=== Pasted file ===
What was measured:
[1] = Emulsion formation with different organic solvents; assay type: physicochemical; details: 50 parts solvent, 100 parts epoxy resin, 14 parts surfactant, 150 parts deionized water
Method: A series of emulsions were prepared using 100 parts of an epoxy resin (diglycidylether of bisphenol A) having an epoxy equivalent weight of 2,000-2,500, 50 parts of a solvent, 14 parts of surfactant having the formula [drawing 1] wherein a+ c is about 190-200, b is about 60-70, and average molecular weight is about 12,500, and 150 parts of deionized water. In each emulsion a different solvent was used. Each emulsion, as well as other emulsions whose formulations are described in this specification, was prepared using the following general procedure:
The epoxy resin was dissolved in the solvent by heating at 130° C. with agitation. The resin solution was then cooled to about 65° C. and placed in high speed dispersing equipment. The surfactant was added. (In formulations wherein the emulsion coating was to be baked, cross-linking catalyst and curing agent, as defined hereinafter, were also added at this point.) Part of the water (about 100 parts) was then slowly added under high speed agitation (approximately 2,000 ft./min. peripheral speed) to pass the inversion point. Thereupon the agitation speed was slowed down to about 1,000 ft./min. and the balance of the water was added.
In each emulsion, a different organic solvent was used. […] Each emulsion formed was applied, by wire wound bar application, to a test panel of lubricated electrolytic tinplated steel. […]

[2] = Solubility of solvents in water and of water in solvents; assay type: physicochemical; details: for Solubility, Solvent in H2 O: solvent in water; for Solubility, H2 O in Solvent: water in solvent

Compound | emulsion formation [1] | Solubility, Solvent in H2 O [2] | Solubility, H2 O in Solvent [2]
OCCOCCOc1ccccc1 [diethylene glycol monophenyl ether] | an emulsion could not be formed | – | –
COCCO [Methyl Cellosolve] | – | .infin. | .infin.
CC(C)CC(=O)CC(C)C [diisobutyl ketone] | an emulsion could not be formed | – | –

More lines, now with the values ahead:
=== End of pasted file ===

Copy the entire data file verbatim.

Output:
What was measured:
[1] = Emulsion formation with different organic solvents; assay type: physicochemical; details: 50 parts solvent, 100 parts epoxy resin, 14 parts surfactant, 150 parts deionized water
Method: A series of emulsions were prepared using 100 parts of an epoxy resin (diglycidylether of bisphenol A) having an epoxy equivalent weight of 2,000-2,500, 50 parts of a solvent, 14 parts of surfactant having the formula [drawing 1] wherein a+ c is about 190-200, b is about 60-70, and average molecular weight is about 12,500, and 150 parts of deionized water. In each emulsion a different solvent was used. Each emulsion, as well as other emulsions whose formulations are described in this specification, was prepared using the following general procedure:
The epoxy resin was dissolved in the solvent by heating at 130° C. with agitation. The resin solution was then cooled to about 65° C. and placed in high speed dispersing equipment. The surfactant was added. (In formulations wherein the emulsion coating was to be baked, cross-linking catalyst and curing agent, as defined hereinafter, were also added at this point.) Part of the water (about 100 parts) was then slowly added under high speed agitation (approximately 2,000 ft./min. peripheral speed) to pass the inversion point. Thereupon the agitation speed was slowed down to about 1,000 ft./min. and the balance of the water was added.
In each emulsion, a different organic solvent was used. […] Each emulsion formed was applied, by wire wound bar application, to a test panel of lubricated electrolytic tinplated steel. […]

[2] = Solubility of solvents in water and of water in solvents; assay type: physicochemical; details: for Solubility, Solvent in H2 O: solvent in water; for Solubility, H2 O in Solvent: water in solvent

Compound | emulsion formation [1] | Solubility, Solvent in H2 O [2] | Solubility, H2 O in Solvent [2]
OCCOCCOc1ccccc1 [diethylene glycol monophenyl ether] | an emulsion could not be formed | – | –
COCCO [Methyl Cellosolve] | – | .infin. | .infin.
CC(C)CC(=O)CC(C)C [diisobutyl ketone] | an emulsion could not be formed | – | –

More lines, now with the values ahead: